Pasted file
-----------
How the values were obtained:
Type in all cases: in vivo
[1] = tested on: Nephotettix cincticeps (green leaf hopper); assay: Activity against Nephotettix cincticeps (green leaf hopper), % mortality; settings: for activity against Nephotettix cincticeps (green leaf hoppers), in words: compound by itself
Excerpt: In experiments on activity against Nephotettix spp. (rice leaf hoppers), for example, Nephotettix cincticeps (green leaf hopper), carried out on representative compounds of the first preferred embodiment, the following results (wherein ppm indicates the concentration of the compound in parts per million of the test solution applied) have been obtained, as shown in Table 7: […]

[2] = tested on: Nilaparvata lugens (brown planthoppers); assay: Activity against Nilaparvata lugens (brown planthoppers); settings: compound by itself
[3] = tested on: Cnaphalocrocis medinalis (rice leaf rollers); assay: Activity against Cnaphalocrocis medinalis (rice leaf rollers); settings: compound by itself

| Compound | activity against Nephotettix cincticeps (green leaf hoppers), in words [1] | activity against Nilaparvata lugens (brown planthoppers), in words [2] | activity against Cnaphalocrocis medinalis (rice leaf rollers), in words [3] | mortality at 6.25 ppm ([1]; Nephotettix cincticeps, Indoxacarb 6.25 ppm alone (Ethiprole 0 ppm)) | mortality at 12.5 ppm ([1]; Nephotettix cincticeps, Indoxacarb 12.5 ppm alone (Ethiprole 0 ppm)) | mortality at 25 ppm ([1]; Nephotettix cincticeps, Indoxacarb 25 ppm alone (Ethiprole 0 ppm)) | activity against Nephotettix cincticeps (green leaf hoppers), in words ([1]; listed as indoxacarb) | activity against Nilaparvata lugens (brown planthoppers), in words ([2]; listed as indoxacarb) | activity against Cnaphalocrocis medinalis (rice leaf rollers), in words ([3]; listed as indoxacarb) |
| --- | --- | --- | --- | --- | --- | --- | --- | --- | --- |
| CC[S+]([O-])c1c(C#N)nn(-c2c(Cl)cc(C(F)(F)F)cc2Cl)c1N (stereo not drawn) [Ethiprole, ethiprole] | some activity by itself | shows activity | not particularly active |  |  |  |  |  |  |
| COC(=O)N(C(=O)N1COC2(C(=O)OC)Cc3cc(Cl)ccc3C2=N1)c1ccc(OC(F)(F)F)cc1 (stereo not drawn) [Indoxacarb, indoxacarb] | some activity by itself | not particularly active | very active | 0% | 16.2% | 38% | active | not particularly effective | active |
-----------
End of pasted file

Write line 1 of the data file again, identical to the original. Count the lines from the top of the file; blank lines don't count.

How the values were obtained: